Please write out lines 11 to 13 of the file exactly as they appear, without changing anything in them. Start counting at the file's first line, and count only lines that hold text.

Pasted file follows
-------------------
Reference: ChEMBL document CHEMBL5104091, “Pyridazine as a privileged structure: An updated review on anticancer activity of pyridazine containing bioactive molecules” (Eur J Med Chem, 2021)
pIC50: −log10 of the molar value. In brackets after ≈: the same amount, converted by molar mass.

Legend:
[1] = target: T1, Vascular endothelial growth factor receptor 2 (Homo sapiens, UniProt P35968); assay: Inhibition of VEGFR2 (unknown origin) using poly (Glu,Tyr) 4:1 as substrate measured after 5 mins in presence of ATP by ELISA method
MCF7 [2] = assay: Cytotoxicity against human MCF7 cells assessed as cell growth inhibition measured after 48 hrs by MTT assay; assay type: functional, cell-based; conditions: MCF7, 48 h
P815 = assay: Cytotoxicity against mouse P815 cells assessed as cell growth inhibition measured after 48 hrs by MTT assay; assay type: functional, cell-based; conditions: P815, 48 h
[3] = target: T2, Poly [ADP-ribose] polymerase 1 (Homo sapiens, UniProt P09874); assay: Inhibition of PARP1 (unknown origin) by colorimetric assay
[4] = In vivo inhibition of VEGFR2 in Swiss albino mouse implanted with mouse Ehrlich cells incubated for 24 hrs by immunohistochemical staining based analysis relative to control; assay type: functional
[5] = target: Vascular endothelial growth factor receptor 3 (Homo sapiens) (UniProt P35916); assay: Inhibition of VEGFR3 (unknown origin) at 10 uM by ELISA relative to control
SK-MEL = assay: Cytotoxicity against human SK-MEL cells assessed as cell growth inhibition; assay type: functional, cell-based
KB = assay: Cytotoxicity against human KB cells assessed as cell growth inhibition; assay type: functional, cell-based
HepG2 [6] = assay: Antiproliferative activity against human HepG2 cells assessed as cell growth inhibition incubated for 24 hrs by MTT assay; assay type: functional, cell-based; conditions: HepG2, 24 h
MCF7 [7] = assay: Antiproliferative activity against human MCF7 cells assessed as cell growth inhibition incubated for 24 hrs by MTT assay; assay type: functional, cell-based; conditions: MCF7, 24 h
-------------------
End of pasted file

KB = assay: Cytotoxicity against human KB cells assessed as cell growth inhibition; assay type: functional, cell-based
HepG2 [6] = assay: Antiproliferative activity against human HepG2 cells assessed as cell growth inhibition incubated for 24 hrs by MTT assay; assay type: functional, cell-based; conditions: HepG2, 24 h
MCF7 [7] = assay: Antiproliferative activity against human MCF7 cells assessed as cell growth inhibition incubated for 24 hrs by MTT assay; assay type: functional, cell-based; conditions: MCF7, 24 h